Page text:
To help the University of Georgia secure future research contracts with federal mission-focused agencies, this spring the university created the UGA Research Institute (UGARI), an administrative unit intended to help guide both the institution and its researchers in how to be better partners for mission agency research.
UGARI will take the lead in streamlining research administration and facilitating secure research practices, both of which are critical for landing more research partnerships with mission agencies such as the Department of Energy, Department of Defense, Department of Homeland Security and NASA.
Creation of UGARI began in earnest last year after a consortium that includes UGA was awarded the contract to manage the Savannah River National Lab, located at the Department of Energy’s Savannah River Site. Gene Rhodes, director of UGA’s Savannah River Ecology Lab, and Larry Hornak, associate vice president for integrative team initiatives in the Office of Research, will serve as interim co-directors of UGARI until a permanent leader is hired, likely sometime in 2023.
“Our primary reason for creating UGARI was the uniqueness of the customer,” said Hornak. “Mission agencies have very specific needs and requirements associated with their work, everything from physical requirements in where and how the work is done, to contract support, project reporting, and responsiveness to new agency directions during project execution.”
For example, researchers interested in contracting to meet a broader set of critical agency needs may require security clearances, and UGARI will help faculty understand what they need to do to receive such clearances. Mission agencies also often ask for white papers or other short proposals before issuing a formal call for submissions; UGARI will guide faculty in preparing such documents. Third, mission agencies have specific expectations regarding the contracting process itself; UGARI will be supported by a team in Sponsored Projects Administration that is trained to meet those expectations.
“The UGA Research Institute helps our faculty play an even greater role in applying their expertise to the needs of our nation,” said S. Jack Hu, the university’s senior vice president for academic affairs and provost. “Its establishment comes at a time of growing research productivity and impact at our institution.”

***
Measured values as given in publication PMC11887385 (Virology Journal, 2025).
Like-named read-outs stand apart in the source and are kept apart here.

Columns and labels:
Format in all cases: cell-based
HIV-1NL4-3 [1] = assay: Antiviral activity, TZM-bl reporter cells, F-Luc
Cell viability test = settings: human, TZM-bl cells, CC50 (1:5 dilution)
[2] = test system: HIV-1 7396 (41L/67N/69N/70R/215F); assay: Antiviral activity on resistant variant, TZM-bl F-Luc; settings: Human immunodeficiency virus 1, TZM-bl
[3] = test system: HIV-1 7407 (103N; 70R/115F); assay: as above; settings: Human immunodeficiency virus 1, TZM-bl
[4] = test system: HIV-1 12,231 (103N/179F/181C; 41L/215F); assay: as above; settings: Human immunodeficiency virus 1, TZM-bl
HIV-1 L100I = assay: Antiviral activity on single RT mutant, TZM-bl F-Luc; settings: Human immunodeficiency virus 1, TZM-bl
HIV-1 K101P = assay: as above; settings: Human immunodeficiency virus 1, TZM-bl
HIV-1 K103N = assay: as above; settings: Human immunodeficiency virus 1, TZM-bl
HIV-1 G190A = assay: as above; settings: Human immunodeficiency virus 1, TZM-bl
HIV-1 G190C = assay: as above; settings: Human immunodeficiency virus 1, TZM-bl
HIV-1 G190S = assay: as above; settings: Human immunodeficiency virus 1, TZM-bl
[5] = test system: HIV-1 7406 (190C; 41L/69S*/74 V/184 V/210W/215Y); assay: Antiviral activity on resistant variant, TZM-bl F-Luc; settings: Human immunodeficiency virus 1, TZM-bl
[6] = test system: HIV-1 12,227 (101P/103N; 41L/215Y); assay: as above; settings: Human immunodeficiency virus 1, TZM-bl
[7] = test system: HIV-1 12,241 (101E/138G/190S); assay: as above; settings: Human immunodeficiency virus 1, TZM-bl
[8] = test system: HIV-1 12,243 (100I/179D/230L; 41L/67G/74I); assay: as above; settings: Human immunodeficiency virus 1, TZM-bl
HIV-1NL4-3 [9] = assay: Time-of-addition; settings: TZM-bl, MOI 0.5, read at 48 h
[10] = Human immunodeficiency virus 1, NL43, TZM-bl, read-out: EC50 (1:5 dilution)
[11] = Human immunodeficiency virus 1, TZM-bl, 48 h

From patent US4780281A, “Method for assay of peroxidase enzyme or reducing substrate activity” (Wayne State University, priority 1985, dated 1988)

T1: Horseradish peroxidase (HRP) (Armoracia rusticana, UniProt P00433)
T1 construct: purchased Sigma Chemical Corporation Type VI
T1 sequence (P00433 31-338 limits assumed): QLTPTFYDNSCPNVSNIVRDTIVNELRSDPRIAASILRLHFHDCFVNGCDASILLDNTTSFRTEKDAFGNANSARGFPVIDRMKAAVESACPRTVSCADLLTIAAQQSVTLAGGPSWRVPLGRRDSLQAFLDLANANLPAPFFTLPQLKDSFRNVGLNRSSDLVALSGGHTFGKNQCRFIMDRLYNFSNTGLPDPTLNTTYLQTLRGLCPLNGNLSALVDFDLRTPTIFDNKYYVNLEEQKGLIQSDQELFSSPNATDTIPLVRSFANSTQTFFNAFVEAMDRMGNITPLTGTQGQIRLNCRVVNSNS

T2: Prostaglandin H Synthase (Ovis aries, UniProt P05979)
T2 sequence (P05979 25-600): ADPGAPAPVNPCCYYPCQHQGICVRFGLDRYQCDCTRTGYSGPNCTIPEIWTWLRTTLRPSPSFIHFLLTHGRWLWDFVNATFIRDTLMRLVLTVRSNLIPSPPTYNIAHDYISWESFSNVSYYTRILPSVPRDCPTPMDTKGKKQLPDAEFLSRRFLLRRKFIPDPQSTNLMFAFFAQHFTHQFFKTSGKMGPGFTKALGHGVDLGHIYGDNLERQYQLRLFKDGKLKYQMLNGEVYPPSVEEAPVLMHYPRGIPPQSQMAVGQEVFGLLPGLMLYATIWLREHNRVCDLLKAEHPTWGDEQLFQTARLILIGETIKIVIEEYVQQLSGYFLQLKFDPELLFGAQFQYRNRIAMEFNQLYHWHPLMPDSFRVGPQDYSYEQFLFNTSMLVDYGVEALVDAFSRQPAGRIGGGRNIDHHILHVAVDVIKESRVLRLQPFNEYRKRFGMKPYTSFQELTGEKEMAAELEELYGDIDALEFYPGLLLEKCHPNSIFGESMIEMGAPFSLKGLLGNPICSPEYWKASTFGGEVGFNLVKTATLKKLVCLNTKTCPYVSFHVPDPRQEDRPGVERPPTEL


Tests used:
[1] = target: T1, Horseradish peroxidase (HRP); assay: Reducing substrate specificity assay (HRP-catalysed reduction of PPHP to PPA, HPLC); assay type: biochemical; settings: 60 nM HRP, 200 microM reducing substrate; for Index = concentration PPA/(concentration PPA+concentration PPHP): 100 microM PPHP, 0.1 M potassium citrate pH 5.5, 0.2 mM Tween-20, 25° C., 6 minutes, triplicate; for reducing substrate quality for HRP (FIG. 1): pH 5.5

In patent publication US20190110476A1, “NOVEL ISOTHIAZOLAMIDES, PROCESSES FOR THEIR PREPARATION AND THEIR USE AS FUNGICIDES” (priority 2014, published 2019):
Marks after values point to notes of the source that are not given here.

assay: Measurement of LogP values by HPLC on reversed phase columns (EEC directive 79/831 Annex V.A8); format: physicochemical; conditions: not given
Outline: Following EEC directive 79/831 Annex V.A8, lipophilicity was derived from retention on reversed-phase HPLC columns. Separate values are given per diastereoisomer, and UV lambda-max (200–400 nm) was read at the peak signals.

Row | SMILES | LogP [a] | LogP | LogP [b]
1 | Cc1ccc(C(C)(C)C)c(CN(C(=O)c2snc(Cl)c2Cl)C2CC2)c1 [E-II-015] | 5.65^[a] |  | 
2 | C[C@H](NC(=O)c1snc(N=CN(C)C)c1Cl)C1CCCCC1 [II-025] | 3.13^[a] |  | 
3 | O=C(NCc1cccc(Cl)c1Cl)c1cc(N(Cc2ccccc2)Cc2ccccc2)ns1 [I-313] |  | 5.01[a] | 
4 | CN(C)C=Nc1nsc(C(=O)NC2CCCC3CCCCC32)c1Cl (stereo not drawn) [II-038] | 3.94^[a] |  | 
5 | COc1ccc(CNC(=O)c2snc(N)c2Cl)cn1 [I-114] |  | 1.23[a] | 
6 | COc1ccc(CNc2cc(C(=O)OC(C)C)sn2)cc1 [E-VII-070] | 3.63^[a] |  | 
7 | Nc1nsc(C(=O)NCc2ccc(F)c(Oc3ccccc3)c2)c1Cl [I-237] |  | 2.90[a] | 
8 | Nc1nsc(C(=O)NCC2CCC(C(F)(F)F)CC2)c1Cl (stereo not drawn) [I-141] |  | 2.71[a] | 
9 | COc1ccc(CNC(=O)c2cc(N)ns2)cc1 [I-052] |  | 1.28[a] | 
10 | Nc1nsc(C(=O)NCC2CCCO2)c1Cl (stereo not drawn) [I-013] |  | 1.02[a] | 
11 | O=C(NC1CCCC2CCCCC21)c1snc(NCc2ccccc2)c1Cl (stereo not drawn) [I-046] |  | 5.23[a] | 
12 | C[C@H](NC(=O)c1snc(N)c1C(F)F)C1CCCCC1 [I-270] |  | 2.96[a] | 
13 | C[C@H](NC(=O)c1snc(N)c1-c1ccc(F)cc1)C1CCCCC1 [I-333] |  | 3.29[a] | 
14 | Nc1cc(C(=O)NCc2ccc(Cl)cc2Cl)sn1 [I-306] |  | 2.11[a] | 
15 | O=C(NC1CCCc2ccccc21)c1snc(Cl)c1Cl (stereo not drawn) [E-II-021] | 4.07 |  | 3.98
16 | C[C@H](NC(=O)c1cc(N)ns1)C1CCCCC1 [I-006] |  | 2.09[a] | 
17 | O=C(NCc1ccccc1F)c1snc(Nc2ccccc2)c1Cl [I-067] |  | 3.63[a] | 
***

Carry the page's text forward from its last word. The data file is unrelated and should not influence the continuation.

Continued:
UGARI will begin with a tight focus around the Battelle Savannah River Alliance (BSRA), which includes UGA and four other universities in Georgia and South Carolina. Other UGARI centers of activity will form around future contracts with other mission agencies. Each center of activity will have its own UGARI associate director, charged with working with faculty to grow that center’s relationships and funding.
“Given our longstanding relationship with the SRS, SREL represents a significant UGA asset for development of collaborative environmental research with our BSRA partners, but we’re also excited about opportunities in other areas such as advanced manufacturing and cybersecurity,” Rhodes said. “What we want to do with UGARI is make ourselves valuable to the partnership and support joint efforts through subawards while we develop larger, collaborative proposals.”
While most mission agency work can leverage existing UGA facilities, as the university’s engagement in secure work grows, UGARI may require dedicated, physically secure research space—for which planning is underway, Hornak said. But even UGARI’s creation sends a message that UGA is ready to engage.
“Right now we are setting up the infrastructure to be responsive to mission agency needs—that’s the first step,” said Marty Bink, director of defense and security collaborations in the Office of Research. “What UGARI says to the government is that UGA has the capabilities to do the work, whatever the field is—that we’ve made a commitment and are bringing together the people needed to work in this space.”
Another distinction of this type of research, Bink said, is its focus on a clear deliverable. Other federal funding agencies like NSF and NIH have goals in mind for their funded projects, but very often it’s a matter of pushing the science forward in increments that are unknown at the outset. Mission agencies, on the other hand, typically know exactly what they want, and they’re going to work with trusted partners that can deliver.
“We want to continue to be a trusted partner for the government, as we’ve demonstrated we can be through 70 years of supporting the Department of Energy at the Savannah River Site,” said Karen Burg, vice president for research. “With our strengths in a broad array of research disciplines, UGA is a very attractive research partner and can support these agencies across a range of needs. I’m committed to working with UGARI and UGA leadership to take this exciting next step in the university’s commitment to serving the public through our research.”